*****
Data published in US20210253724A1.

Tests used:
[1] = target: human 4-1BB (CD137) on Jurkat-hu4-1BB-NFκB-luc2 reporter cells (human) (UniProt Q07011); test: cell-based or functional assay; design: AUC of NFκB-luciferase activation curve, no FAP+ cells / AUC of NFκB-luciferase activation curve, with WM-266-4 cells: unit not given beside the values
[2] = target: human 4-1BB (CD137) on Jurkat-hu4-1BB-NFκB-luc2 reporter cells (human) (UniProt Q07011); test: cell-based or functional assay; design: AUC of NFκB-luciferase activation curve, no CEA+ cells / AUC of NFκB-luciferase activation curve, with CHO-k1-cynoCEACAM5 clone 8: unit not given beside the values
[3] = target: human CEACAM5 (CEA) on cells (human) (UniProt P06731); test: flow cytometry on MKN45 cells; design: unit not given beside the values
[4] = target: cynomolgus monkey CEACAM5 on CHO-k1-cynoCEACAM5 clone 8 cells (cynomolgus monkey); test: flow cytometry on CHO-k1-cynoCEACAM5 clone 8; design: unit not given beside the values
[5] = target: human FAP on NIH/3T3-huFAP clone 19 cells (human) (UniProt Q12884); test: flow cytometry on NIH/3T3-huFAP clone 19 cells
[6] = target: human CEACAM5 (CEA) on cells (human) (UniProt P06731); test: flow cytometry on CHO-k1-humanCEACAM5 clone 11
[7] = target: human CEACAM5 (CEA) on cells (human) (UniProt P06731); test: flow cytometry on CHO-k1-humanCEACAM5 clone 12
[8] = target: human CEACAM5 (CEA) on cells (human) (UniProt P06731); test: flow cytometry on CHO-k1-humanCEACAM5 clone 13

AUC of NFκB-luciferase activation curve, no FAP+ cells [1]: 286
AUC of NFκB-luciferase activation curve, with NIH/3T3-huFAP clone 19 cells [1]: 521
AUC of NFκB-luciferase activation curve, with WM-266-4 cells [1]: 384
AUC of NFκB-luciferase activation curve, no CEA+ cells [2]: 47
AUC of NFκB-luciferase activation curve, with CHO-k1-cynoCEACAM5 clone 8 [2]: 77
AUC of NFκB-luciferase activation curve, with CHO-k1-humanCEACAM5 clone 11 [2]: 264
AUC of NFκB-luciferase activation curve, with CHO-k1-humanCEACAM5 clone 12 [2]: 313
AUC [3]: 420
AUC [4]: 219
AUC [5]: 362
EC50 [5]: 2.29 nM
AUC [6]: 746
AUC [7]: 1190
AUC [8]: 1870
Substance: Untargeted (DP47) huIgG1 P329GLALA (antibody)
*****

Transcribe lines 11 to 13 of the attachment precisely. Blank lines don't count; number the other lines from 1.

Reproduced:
AUC of NFκB-luciferase activation curve, no FAP+ cells [1]: 286
AUC of NFκB-luciferase activation curve, with NIH/3T3-huFAP clone 19 cells [1]: 521
AUC of NFκB-luciferase activation curve, with WM-266-4 cells [1]: 384